Currently at Kunsthalle Recklinghausen:Jan Fabre.
Drawings and sculptures of insects 1975 – 1979
21st of April to
23rd of June 2013
Limited access to the exhibitionOn Friday, May 31st you will only have limited access to our current exhibition of Jan Fabre's works due to concerts beeing staged in our exhibition hall.
Jan Fabre - Chalcosoma: small bronzes 2006 - 2012
23rd of March to 2nd of June 2013"Chalcosoma", the generic term of a genus of the giant rhinoceros beetle, loosely translates as ‘bronze body’. This exhibition title refers to the gleaming surface of the polished bronze, that reminds us of the carapaces of the jewel beetle, similarly evoking a sacred and sublime atmosphere. Insects and beetles in particular frequently occur as motifs in Jan Fabre's art, whose visual language has been strikingly consistent through the years. Some of the iconic elements – such as the beetle, the colour blue, blood – suggested themselves to him from the early years onwards and it is intriguing to see how he has continued to examine the hidden cohesion between these intuitively chosen totem animals and emblems in more detail. Over time Fabre has developed a network of symbolic associations and formal relationships in his work and new links continue to be created, somewhat similar to the neuronal associations that are continuously made in the structure of a living brain.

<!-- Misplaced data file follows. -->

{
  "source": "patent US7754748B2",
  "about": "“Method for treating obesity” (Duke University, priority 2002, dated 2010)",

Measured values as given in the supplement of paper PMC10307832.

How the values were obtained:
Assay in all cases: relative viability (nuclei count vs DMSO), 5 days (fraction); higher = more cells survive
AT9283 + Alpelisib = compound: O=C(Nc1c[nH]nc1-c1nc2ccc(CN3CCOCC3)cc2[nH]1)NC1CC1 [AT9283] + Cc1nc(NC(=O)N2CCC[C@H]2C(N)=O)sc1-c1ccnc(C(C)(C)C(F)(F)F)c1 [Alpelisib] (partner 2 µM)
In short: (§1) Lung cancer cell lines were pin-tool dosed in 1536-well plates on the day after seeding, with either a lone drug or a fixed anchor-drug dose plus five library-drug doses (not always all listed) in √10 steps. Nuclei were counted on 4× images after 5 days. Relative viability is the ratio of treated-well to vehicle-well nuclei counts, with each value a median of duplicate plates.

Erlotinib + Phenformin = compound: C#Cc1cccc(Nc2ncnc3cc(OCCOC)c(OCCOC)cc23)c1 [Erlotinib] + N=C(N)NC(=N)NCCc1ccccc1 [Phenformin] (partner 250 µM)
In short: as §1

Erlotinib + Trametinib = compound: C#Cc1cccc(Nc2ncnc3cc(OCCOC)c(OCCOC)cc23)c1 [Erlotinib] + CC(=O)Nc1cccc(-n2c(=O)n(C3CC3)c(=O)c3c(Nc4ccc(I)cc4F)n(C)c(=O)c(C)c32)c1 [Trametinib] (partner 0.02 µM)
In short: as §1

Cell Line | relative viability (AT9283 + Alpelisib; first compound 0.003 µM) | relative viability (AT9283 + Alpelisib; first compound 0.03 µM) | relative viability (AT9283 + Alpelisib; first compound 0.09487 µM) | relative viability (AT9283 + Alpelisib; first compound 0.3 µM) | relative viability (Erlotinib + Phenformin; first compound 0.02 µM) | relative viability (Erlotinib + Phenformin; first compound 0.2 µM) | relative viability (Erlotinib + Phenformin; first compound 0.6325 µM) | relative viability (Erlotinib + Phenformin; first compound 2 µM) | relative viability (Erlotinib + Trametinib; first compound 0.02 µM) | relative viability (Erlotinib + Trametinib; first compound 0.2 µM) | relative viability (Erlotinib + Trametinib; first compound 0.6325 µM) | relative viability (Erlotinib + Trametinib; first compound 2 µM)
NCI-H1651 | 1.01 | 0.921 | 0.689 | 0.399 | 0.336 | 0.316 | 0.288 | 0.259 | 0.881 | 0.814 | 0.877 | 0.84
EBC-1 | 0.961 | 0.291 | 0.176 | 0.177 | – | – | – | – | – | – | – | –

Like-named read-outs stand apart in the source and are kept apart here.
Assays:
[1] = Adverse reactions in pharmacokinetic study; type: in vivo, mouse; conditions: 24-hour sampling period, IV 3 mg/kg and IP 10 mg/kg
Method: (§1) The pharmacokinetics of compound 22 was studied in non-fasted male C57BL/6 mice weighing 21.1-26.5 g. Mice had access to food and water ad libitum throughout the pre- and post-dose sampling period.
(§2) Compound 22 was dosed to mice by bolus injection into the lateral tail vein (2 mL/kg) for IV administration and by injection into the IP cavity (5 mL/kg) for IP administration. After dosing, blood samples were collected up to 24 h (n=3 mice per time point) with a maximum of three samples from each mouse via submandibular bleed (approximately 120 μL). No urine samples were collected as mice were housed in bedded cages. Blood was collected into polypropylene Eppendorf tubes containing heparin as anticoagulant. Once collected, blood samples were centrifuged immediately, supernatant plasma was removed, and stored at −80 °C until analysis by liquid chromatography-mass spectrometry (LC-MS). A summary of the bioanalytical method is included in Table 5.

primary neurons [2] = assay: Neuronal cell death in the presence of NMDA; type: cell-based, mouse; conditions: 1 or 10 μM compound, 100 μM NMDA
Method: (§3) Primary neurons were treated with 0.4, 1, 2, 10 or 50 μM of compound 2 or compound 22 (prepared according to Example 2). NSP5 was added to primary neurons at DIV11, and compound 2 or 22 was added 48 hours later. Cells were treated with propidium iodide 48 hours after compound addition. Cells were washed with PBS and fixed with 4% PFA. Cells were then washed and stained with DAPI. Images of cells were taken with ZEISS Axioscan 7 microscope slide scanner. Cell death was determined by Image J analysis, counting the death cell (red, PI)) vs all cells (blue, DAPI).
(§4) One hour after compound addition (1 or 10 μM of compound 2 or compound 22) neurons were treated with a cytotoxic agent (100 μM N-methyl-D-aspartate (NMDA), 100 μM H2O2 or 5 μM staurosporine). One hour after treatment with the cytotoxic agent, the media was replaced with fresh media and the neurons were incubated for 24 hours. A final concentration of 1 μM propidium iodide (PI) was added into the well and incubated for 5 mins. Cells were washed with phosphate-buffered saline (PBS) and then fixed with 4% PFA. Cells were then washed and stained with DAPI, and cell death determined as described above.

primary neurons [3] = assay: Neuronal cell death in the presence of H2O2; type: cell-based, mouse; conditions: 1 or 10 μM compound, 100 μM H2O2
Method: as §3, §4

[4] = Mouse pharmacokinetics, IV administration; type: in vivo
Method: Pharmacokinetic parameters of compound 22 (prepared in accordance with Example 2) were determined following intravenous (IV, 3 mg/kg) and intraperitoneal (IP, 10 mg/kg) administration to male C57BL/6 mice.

The small bronze sculptures aptly illustrate how the consistent elements in Fabre’s universe reveal an even richer symbolism because he correlates them with other images. In his quest for new shapes, he works much like a thief confronted with a combination lock: relying on a certain fingerspitzengefühl, he tries every possible combination until something ‘clicks’. Take, for example the series of dung beetles and brains: at first glance the beetle and the brain each hold a separate place in Fabre’s work. Here, however, they are related to each other because they both have a different type of ‘mast’ between their hemispheres or carapaces: a cross, a walking stick, a laurel branch, a tree. As a result, a formal similitude is revealed between the beetle and the brain, resulting in a symbolic kinship. We are thus reminded that Fabre sees the beetle, because it has existed for so many millions of years, as the memory of nature, as an ancient computer. And conversely, we can re-examine the brain as an autonomous organism, of which the skull could be the exoskeleton. We can almost see its growing legs.
The small bronze sculptures that are shown in this exhibition invite the spectator to explore Fabre’s work over several years. Thanks to their diversity, they take us on a tour of themes that are important to him, through a network of intricate form associations and symbolic meanings. At the same time, this series of bronzes also constitutes to a certain extent a recapitulation of and a reflection on this oeuvre, precisely because bronze as a medium infuses his work with the symbolism of dedication and immortalisation.
text by Nadia Sels